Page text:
It's much easier to criticize journalists than to be one. But two recent critiques of American political journalism are worth giving your attention to, with both calling for major changes in the way presidential campaigns are covered.
The first critique comes from New York University journalism professor Jay Rosen, who rolled it out the other day in a long Twitter thread:
Over the last few days, it's become clearer and clearer to me that, without intervention, coverage of the 2020 campaign is likely to be a disaster for everyone except Trump and his core voters, who want to watch it all burn anyway. In this thread I describe the danger I see. 1/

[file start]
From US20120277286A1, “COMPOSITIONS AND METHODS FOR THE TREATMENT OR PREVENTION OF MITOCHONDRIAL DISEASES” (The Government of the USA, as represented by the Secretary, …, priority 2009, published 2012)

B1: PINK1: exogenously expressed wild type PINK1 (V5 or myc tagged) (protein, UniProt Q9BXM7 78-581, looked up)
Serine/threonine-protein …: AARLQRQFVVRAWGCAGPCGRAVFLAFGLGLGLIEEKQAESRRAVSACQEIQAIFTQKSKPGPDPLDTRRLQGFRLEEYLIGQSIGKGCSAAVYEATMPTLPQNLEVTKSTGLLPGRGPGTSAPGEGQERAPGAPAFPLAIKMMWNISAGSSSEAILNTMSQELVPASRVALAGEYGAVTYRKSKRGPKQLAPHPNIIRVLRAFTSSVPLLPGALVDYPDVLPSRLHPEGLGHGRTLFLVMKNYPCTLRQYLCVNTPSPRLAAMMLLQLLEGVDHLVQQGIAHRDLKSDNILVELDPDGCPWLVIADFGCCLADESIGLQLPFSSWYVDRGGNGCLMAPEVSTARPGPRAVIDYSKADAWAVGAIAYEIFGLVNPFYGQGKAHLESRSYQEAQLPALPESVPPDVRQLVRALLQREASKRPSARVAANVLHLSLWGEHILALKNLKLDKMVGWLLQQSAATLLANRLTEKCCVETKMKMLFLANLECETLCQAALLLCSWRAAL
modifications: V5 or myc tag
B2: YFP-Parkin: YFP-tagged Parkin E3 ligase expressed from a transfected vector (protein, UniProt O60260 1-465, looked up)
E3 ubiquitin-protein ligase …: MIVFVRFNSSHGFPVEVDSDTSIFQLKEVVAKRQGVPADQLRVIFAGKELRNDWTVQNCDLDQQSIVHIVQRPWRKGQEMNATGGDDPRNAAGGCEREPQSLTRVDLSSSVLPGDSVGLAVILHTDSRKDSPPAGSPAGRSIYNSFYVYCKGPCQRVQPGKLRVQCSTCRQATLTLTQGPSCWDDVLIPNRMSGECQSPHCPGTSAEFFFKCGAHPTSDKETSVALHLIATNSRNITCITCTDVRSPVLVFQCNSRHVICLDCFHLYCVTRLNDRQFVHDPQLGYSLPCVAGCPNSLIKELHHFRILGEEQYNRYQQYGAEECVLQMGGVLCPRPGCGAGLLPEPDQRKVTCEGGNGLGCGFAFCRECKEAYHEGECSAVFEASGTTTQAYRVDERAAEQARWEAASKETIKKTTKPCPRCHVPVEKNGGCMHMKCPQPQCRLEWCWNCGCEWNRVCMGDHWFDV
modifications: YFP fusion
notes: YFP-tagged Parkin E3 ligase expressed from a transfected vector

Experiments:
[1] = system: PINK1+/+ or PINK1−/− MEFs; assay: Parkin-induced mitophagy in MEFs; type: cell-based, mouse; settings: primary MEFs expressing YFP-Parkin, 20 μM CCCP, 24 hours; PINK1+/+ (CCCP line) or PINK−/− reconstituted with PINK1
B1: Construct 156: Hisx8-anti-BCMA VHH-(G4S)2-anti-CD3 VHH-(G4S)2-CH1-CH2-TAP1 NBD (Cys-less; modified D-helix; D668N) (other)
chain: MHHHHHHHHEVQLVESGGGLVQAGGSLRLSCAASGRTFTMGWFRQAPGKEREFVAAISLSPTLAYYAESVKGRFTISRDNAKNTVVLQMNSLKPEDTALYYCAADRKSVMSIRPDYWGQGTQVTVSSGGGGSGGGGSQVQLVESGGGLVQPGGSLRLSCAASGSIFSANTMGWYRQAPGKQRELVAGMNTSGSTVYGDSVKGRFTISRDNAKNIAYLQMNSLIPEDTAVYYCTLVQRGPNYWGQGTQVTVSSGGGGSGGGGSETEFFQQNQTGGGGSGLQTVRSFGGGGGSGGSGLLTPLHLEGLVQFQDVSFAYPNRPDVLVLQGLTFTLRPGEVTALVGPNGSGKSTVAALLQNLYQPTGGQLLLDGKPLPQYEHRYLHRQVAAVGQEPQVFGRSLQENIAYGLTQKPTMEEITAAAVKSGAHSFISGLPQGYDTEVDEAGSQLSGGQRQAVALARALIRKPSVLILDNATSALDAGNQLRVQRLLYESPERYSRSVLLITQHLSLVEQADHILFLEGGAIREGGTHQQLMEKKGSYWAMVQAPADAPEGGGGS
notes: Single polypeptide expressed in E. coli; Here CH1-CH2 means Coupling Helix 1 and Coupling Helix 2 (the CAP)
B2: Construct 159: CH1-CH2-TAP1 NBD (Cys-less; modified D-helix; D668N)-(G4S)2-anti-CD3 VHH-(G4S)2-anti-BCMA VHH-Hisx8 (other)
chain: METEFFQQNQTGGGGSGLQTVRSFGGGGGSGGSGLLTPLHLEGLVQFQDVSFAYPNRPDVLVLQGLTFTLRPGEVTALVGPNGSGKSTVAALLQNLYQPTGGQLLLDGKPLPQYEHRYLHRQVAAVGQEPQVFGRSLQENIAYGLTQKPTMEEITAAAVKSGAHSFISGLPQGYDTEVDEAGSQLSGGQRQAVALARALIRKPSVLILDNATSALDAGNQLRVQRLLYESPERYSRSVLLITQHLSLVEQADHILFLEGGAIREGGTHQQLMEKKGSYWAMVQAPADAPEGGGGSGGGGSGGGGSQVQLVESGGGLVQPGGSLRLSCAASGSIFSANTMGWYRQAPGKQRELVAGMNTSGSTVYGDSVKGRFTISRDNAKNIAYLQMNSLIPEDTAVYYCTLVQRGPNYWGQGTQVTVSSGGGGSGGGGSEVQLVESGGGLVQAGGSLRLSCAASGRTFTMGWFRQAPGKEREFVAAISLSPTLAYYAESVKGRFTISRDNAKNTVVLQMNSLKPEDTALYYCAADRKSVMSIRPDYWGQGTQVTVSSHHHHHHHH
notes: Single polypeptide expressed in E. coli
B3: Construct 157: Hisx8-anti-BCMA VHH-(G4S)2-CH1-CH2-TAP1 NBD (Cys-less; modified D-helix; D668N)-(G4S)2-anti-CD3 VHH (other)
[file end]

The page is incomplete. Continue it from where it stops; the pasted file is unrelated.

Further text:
— Jay Rosen (@jayrosen_nyu) January 7, 2019
Basically, Rosen says elite political journalists don't get their coverage priorities from the right place—and he proposes an alternative that he says needs to be implemented now to avert his predicted "disaster."
Margaret Sullivan, the media columnist at The Washington Post, offers a similar critique, endorses Rosen's proposed solution, calls for other ideas, too, and warns: "The clock is already ticking toward November of next year. Ticking toward what may be the most consequential election in American history, other than the last one—before which news organizations for the most part failed to serve the public interest."